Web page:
Aleksandar Gatalica files in from Belgrade on November 9th for 4 UK events
Conference Centre, The British Library
Mon 10 Nov 2014, 18:30
This event brings together a historian and a writer for a discussion on varying historical and political perspectives of this ‘war to end all wars’.
It is true to say that almost everybody knows some basic facts about World War One: that it was ignited by the assassination of an Austrian Archduke in a distant corner of the Balkans; that it was the first conflict to use industrial weaponry; that it cost the lives of millions of ground troops that gave their lives on the Western Front; and, ironically, that it produced some of the best English poetry of the early 20th century.
Less known is the story behind that infamous assassination in Sarajevo or the lives of those who lived in that far-flung corner of the Austro-Hungarian Empire. Even the fact that the war was also fought on an Eastern Front that encompassed at its greatest extent the entire frontier between the Russian Empire and Romania on one side and the Austro-Hungarian Empire, Bulgaria and Germany on the other, is something often overlooked in ‘our’ version of events. The narrative of World War One is most often told from the perspective of the winners, and the heroes confined to the western sides.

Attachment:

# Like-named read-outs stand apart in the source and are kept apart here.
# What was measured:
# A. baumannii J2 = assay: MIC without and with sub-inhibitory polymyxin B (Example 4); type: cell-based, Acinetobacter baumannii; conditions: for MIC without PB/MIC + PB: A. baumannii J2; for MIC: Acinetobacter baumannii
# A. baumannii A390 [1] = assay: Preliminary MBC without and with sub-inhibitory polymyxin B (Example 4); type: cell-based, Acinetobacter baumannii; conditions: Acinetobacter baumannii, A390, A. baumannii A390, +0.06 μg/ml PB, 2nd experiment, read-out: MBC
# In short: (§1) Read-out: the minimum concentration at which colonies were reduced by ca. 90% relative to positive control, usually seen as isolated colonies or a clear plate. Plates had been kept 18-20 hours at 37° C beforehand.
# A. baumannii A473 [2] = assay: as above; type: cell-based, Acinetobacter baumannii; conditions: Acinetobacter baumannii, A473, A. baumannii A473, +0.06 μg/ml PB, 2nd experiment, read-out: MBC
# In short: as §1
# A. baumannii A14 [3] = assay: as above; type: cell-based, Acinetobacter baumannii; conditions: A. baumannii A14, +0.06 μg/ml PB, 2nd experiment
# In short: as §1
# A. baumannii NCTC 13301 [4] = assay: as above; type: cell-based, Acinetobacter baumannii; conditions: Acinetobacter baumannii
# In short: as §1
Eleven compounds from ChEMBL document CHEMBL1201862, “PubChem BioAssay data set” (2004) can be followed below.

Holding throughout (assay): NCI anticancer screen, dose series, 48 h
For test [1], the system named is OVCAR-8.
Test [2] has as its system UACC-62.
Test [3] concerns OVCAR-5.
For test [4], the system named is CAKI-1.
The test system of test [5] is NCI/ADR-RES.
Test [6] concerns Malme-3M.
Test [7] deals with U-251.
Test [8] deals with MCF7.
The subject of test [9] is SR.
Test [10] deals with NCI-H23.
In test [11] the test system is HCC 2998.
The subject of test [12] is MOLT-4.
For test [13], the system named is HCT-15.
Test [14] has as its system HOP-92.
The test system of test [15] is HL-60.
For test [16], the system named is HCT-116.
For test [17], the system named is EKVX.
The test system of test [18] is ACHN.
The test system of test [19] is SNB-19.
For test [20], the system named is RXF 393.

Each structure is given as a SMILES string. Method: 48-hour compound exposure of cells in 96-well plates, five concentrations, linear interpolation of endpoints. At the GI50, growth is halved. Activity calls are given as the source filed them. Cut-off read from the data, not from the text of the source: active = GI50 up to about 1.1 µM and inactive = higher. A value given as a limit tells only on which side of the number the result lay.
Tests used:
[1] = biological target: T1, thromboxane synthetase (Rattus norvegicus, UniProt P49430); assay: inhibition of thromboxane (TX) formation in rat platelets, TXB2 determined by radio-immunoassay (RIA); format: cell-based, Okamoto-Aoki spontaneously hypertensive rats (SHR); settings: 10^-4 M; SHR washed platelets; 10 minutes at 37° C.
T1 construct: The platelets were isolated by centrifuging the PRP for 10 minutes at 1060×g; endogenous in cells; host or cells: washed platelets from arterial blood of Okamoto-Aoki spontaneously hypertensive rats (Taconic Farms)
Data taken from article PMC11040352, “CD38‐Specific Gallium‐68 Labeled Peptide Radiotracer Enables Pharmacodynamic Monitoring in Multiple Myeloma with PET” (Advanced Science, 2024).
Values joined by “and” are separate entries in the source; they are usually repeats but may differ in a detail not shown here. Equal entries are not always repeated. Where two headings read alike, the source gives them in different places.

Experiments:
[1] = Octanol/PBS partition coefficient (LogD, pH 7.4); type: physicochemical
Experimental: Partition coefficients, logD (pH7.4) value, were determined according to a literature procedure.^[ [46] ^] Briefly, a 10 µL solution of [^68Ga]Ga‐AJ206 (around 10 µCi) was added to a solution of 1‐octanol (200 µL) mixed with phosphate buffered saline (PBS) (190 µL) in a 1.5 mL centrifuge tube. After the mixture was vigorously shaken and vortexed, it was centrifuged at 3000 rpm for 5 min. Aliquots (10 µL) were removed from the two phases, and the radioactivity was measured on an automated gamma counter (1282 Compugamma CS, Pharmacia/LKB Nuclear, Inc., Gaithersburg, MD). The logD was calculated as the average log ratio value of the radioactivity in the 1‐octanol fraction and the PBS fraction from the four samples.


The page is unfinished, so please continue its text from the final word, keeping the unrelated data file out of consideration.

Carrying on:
Join the British historian Sir Hew Strachan and the Serbian author Aleksandar Gatalica to find out more about World War One and its legacy in the Balkans.
Tuesday 11th November:
Lunchtime book presentation at the European Bank of Reconstruction & Development, Lodon
18:30 - Talk at the Serbian Embassy, 28 Belgrave Square, London
Wednesday 12th November:
Slavic Deparment, University of Nottingham.
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